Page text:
4.    That the Respondent mother has willfully left the minor child in foster care for more that twelve months without showing to the satisfaction of the Court that reasonable progress under the circumstances has been made within twelve months in correcting those conditions which led to the removal of the minor child. That there is some evidence that the Respondent mother made progress in her individual therapy, but there is substantial evidence to show that this progress was only minimal and that none of the conditions were corrected which led to the removal of the minor child.

        5.    That based on the totality of the evidence received . . ., the [trial] Courtfinds that the Respondent mother did seek services for her problem of [MSBP] until December, 1999; at that time, the treatment was stopped by the Respondent mother who had not reached any of her goals or any of her objectives on any issue; that the Respondent mother sought no further treatment; that there is a great likelihood that mental health issues will continue such that the Respondent mother is incapable of providing for the proper care and supervision of her minor child, such that the minor child is a dependent juvenile as defined by N.C.G.S. 7B- 101, and there is a reasonable probability that such incapability will continue for the foreseeable future.

These ultimate findings of fact provide three separate grounds for terminating respondent's parental rights: Finding of Fact 3 represents grounds based on abuse pursuant to Section 7B- 1111(a)(1); Finding of Fact 4 represents grounds based on respondent's inability to provide for the child's proper care and supervision pursuant to Section 7B-1111(a)(6); and Finding of Fact 5 represents grounds based on respondent's willfully leaving the child in foster care pursuant to Section 7B-1111(a)(2). However, this Court has held that “[a] valid finding on one statutorily enumerated ground is sufficient to support an order terminating parental rights.” In re Stewart Children, 82 N.C. App. 651, 655, 347 S.E.2d 495, 498 (1986) (citing In re Pierce, 67 N.C. App. 257, 312 S.E.2d 900 (1984)). Therefore, even though we find there is clear, cogent, and convincing evidence to support termination based on each of the statutory grounds provided by the trial court, we need only address one of respondent's assignments of error challenging the sufficiency of the evidence. See id.     In part, an “abused juvenile” is defined as “[a]ny juvenile less than 18 years of age whose parent . . . [c]reates or allows to be created a substantial risk of serious physical injury to the juvenile by other than accidental means[.]” N.C. Gen. Stat. § 7B- 101(1)(b) (2001). Section 7B-1111(a)(1) of our statutes allows a court to terminate parental rights upon a finding that the parent has abused his or her child in accordance with the definition. See § 7B-1111(a)(1). In reaching this conclusion, the trial court must admit and consider all evidence of relevant circumstances or events which existed or occurred before the adjudication of abuse, as well as any evidence of changed conditions in light of the evidence of prior abuse and the probability of a repetition of that abuse. In re Beck, 109 N.C. App. 539, 545, 428 S.E.2d 232, 236 (1993) (citing In re Ballard, 311 N.C. 708, 715, 319 S.E.2d 227, 232 (1984)). “'The determinative factors must be the best interests of the child and the fitness of the parent to care for the child at the time of the termination proceeding. . . .'” Id. (Emphasis in the original.)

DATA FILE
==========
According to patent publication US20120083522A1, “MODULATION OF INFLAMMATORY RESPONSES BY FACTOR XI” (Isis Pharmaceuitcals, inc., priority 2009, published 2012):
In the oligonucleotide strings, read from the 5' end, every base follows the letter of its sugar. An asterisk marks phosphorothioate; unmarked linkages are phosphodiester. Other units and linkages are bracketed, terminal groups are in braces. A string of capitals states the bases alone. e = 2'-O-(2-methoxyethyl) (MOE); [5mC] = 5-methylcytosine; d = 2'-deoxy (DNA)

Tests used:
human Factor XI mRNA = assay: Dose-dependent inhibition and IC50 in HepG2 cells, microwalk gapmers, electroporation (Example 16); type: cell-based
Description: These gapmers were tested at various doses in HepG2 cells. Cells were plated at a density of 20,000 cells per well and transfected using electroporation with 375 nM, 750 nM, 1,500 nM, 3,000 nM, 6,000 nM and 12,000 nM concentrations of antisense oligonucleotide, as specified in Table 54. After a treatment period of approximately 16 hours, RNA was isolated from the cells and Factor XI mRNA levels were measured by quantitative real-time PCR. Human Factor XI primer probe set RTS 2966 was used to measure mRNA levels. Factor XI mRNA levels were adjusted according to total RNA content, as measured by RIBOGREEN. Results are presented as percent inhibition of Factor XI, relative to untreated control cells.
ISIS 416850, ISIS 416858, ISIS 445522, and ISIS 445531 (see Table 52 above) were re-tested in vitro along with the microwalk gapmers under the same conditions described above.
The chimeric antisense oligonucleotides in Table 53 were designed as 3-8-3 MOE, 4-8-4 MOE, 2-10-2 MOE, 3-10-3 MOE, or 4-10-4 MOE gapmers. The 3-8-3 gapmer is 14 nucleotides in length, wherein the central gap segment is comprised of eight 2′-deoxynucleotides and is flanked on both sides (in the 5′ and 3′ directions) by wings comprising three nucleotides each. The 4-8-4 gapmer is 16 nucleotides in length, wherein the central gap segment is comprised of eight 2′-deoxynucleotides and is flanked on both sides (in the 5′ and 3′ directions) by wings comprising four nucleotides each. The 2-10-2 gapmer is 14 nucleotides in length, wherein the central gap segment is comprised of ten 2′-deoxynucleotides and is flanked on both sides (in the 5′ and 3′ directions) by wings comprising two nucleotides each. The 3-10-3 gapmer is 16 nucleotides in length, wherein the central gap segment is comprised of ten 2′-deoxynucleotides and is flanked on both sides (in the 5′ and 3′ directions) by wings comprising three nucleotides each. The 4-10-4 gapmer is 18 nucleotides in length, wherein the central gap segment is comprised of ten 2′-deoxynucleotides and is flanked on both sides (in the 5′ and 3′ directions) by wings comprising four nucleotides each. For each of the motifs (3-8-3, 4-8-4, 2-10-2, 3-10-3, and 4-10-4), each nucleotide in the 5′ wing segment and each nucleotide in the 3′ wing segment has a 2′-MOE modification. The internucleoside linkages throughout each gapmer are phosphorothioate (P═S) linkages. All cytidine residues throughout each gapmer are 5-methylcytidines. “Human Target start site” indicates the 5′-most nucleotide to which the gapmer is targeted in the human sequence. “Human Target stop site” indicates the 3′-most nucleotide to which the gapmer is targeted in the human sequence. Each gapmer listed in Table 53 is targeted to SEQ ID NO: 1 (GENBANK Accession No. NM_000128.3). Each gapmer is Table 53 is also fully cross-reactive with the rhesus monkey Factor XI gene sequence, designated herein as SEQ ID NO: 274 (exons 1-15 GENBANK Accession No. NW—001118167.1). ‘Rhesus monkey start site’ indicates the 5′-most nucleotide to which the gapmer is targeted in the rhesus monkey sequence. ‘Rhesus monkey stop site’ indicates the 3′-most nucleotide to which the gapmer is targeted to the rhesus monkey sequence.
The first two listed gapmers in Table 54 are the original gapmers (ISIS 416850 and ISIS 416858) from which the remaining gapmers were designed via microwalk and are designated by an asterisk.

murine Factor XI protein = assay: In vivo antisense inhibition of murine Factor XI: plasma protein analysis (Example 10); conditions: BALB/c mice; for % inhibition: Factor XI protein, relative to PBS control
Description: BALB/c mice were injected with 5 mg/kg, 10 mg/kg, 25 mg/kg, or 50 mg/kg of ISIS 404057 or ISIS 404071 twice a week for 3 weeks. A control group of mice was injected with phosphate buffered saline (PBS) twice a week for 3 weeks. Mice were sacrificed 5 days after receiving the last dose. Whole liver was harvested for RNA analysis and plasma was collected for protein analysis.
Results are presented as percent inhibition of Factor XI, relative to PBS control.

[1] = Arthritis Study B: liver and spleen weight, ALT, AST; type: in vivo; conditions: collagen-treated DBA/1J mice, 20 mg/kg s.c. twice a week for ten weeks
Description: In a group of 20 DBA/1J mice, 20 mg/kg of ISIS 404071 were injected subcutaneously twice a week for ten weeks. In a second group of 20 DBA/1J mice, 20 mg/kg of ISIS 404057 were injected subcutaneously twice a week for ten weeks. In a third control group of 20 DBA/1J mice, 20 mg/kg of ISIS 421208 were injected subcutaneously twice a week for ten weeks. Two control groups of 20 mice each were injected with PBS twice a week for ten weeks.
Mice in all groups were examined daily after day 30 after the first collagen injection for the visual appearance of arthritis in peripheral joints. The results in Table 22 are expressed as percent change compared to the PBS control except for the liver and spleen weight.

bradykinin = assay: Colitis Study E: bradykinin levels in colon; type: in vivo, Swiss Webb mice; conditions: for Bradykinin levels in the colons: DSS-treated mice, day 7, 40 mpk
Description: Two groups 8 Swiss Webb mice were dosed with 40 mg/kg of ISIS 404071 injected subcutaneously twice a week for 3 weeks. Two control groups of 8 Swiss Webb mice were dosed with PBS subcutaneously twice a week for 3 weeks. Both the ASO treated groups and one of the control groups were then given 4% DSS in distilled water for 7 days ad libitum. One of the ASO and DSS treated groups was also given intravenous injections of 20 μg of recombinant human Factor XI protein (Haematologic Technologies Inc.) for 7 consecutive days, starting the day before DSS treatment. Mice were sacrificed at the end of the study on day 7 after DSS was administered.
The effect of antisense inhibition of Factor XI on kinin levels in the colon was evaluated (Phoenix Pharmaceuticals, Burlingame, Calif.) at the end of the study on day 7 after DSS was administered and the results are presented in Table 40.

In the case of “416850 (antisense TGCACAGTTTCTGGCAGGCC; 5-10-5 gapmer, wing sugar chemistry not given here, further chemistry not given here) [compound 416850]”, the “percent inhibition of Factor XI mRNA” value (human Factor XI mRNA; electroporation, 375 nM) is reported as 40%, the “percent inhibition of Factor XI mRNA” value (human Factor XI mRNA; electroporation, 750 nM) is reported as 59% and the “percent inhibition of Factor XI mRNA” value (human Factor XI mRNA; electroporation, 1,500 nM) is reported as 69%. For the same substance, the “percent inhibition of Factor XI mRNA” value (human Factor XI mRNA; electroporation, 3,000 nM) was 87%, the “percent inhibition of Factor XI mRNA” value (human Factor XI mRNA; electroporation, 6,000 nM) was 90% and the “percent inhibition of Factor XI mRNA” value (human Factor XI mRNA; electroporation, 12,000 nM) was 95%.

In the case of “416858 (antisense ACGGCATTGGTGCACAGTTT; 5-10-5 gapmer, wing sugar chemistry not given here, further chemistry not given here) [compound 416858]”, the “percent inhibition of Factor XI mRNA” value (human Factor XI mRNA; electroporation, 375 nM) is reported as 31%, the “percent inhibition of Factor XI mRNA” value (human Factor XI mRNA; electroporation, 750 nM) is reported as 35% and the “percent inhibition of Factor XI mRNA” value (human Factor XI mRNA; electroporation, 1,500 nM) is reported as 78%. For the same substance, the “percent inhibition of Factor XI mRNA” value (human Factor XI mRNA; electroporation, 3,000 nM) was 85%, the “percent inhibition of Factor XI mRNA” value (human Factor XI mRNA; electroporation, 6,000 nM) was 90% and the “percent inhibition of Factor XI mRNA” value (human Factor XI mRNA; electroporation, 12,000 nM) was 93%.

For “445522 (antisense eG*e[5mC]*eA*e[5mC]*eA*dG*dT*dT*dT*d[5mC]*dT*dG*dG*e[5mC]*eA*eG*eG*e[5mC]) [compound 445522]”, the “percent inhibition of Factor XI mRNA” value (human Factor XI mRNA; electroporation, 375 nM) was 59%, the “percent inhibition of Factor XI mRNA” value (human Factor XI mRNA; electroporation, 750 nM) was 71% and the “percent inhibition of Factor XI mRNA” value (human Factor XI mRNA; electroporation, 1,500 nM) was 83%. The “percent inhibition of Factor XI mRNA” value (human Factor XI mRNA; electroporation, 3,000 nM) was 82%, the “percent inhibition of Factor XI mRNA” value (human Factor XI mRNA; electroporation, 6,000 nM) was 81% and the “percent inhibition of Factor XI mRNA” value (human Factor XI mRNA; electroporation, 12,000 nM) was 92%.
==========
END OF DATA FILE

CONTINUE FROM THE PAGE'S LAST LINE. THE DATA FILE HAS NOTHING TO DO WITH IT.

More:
Here, the record provides overwhelming evidence that respondent's intentional actions created a substantial risk of serious physical injury to her child. Evidence was offered that during the two years prior to Kayla being removed from respondent's home, respondent subjected the child to 25 different emergency room visits, 60 office visits to pediatricians, 143 prescriptions, and 8 admissions to the hospital. After the child was taken from her, respondent made no substantial improvements to correct theconditions that led to Kayla being removed from her care and custody despite reunification efforts by DSS. Respondent continuously failed to comply with a court order preventing her from providing child care services to other minor children while unsupervised and caring for animals in her home. Although respondent attended numerous therapy sessions and underwent treatment for MSBP, she continued to display the attention-seeking behaviors associated with this disorder by: (1) being inappropriately dressed without undergarments so as to show others her private parts; (2) being loud, boisterous, and threatening in public places; (3) calling “911” after receiving a superficial laceration on her forearm that was not even bleeding; (4) obtaining tattoos and a tongue piercing when these actions were prohibited by her treatment program; and (5) admitting herself to a psychiatric hospital for depression and suicidal tendencies. The evidence offered further showed that respondent stopped her therapy sessions and treatment after making only minimal progress, but before meeting any of her goals or objectives. Respondent offered little to no evidence to dispute these findings. Therefore, we cannot conclude that the trial court did not have sufficient evidence to terminate respondent's parental rights. Respondent's failure to make any substantial change in the conditions that led to Kayla being taken from her care and custody signify a strong probability of a repetition of abusive behavior.
II.